12 responses to The Amish barn-raising
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    Comment on The Amish barn-raising (December 3rd, 2007 at 21:16)

    Wow! Like a swarm of worker bees! i have never seen one but have heard of them. All I can say with the dropped hammers is not to stand under anyone if you can help it! Ouch!

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    Comment on The Amish barn-raising (December 4th, 2007 at 06:46)

    Many hands make the work lighter.

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    Comment on The Amish barn-raising (December 4th, 2007 at 07:06)

    Hi, I just check your entry about the frolic you went to in september and saw you asked me about my knowledge on the Amish. So, here is my answer (finally): I started to regurlarly attend amish-mennonite services in a mission in Belgium around 15 years ago, and since I’m in Canada I attend a Conservative Mennonite services regularly too. Might convert someday… Over the years I made a lot of friends in different groups. I read a lot about the Plain groups, too (serious stuff, like your blog :-)). My knowledge of the Amish is more of a second hand one though. (even if I had some direct contacts ans “experiences” with Amish people).
    Hope I answer your question?

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    Comment on The Amish barn-raising (December 4th, 2007 at 07:12)

    God, I wish everything were built that way. So cool. I like the cooperative aspect of it.

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    Comment on The Amish barn-raising (December 4th, 2007 at 07:17)

    These types of “work bees” or “frolics” actually happen quite regularly but since they are not advertised among “the English” they go unnoticed. And the “modus operandi” is changing somewhat. In Holmes County, instead of 100 guys showing up in one day, a carpenter crew from one of the many Amish construction firms will donate a day’s labor. Next day, another will show up, and so on until the job is done. Since the crews tend to specialize, it works well. First the excavator, then the concrete crew, then the frame crew, then the roofing crew, then the finish crew (if it is a house).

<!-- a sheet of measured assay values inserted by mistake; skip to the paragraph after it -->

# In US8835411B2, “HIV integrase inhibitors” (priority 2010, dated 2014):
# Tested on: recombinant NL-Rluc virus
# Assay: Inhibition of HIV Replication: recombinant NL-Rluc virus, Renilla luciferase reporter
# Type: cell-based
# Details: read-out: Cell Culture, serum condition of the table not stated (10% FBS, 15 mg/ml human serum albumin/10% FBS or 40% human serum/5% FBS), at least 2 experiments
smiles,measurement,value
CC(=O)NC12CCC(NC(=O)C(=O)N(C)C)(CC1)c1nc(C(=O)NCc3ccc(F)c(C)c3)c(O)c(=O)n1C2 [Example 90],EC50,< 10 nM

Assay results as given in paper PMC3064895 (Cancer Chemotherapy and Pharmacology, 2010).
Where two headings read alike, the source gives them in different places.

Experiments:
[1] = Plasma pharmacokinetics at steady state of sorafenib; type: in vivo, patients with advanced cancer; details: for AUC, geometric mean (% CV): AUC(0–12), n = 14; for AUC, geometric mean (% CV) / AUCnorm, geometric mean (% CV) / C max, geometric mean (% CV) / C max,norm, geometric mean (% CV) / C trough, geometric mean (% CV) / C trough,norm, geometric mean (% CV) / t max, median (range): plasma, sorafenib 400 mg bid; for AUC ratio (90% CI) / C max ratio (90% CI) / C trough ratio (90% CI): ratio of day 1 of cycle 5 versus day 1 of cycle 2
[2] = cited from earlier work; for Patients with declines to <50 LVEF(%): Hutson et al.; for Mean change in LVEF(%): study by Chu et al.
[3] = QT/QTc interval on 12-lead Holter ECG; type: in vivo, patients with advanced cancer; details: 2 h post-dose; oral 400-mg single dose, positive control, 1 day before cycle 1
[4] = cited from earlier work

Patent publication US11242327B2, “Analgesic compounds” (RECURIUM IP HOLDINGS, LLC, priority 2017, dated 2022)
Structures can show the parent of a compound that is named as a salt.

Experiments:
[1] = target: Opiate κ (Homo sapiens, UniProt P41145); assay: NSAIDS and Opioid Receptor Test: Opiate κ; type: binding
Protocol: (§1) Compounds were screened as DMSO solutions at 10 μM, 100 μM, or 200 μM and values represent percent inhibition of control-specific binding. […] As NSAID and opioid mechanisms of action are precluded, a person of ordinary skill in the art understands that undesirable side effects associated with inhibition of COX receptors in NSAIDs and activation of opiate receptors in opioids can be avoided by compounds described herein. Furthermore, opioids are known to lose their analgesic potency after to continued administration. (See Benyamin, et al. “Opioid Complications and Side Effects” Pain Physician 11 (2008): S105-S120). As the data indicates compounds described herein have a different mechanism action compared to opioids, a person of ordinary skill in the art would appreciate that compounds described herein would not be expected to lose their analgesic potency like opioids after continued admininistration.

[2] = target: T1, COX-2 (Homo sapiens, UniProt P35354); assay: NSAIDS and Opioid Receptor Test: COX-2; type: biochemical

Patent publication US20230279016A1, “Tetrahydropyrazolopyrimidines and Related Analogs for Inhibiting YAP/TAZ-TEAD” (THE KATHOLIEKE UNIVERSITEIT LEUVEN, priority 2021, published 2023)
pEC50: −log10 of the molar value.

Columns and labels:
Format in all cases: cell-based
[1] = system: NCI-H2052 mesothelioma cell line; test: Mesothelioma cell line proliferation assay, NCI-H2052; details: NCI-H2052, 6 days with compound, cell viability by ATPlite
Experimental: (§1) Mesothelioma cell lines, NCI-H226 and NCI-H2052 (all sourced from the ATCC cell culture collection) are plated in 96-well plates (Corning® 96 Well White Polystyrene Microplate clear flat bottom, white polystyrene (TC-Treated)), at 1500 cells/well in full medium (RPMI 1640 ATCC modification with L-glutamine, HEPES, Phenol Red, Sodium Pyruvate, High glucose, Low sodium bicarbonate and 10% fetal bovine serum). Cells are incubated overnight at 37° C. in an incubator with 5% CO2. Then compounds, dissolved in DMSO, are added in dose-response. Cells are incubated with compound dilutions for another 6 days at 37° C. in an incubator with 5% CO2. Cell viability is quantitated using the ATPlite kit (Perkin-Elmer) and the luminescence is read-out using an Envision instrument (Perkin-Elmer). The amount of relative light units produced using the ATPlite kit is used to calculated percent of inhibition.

Same job gets done with donated labor, just a different technique, a bit less noticable since only maybe 10 or 20 men show up at a time instead of 100 or 200.

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    Shannon Bromenschenkel
    Comment on The Amish barn-raising (December 4th, 2007 at 09:58)

    I’ve seen a small version! I just blogged about it!


    Hope you are doing well!! 🙂


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    Shannon Bromenschenkel
    Comment on The Amish barn-raising (December 5th, 2007 at 04:34)

    Hey Erik! Just got your message on my blog…. my picture was taken outside of Lakeview, Michigan (north of Grand Rapids). Thanks for commenting!! And thanks for linking my blog on your blog! Have a fabulous day! Shannon

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    Comment on The Amish barn-raising (December 7th, 2007 at 19:15)

    There are many stories from 1830s Michigan of Potawatomi Indian men joining with Euro-American settlers in barn raisings and log-cabin raisings. Some of those stories are from the Climax area in Kalamazoo County, which I’ve been blogging about lately. One house from 1835 is still standing and being lived in, but it’s a wood frame house, so probably it didn’t involve a big party of neighbors putting it up. The Native peoples’ reward for all this neighborliness was that they were evicted from Michigan in 1840.

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    Comment on The Amish barn-raising (December 27th, 2007 at 13:22)

    Have not seen an Amish barn-raising, but did observe my Mennonite neighbors raising a barn just over the back fence from us. As you mention, the foundation work (concrete blocks in this case) had been done in advance. The skeleton. siding, and roof of the barn was done by a big crew of workers in one day (using pre-fab roof trusses.) There was still plenty of work left to finish it up completely, but it was a water-shedding structure at the end of the barn-raising. Many of the workers at this barn-raising were brothers, brother-in-laws, nephews, cousins and other extended family members.

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    Comment on The Amish barn-raising (May 5th, 2008 at 19:30)

    let me check pig

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    Comment on suspenders (August 29th, 2012 at 17:43)


    In the photo i did not see any amish men wearing them.

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